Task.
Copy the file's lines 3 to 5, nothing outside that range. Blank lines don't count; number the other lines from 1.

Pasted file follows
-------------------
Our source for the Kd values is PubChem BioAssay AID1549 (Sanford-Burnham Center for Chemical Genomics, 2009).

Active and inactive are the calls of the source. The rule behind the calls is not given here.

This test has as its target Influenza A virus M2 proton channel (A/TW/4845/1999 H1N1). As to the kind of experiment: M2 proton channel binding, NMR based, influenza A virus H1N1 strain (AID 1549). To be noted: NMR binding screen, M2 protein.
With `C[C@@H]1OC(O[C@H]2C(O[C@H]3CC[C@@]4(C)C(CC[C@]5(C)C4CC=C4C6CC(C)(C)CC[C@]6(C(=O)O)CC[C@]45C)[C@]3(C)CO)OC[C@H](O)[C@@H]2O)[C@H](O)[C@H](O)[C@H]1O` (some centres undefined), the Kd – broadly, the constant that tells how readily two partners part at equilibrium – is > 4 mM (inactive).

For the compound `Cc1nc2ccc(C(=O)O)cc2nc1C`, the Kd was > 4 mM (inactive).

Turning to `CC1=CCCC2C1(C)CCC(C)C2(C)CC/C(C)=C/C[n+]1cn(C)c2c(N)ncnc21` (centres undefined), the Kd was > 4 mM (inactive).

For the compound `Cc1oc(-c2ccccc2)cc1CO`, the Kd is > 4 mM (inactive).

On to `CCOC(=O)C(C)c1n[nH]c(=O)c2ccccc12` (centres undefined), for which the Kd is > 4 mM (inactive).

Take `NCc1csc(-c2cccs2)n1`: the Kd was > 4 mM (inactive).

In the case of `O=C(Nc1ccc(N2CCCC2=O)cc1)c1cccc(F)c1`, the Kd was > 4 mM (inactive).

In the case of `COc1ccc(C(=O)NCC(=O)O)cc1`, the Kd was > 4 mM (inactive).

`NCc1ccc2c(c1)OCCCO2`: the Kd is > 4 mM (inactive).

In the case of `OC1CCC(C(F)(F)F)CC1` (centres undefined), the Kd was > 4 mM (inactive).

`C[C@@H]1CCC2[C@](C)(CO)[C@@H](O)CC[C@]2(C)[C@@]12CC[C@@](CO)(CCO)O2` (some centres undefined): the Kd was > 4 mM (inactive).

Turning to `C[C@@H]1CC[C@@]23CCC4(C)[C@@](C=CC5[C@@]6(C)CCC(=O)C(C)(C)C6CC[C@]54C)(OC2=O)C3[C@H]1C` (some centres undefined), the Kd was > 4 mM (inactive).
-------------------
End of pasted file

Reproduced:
This test has as its target Influenza A virus M2 proton channel (A/TW/4845/1999 H1N1). As to the kind of experiment: M2 proton channel binding, NMR based, influenza A virus H1N1 strain (AID 1549). To be noted: NMR binding screen, M2 protein.
With `C[C@@H]1OC(O[C@H]2C(O[C@H]3CC[C@@]4(C)C(CC[C@]5(C)C4CC=C4C6CC(C)(C)CC[C@]6(C(=O)O)CC[C@]45C)[C@]3(C)CO)OC[C@H](O)[C@@H]2O)[C@H](O)[C@H](O)[C@H]1O` (some centres undefined), the Kd – broadly, the constant that tells how readily two partners part at equilibrium – is > 4 mM (inactive).

For the compound `Cc1nc2ccc(C(=O)O)cc2nc1C`, the Kd was > 4 mM (inactive).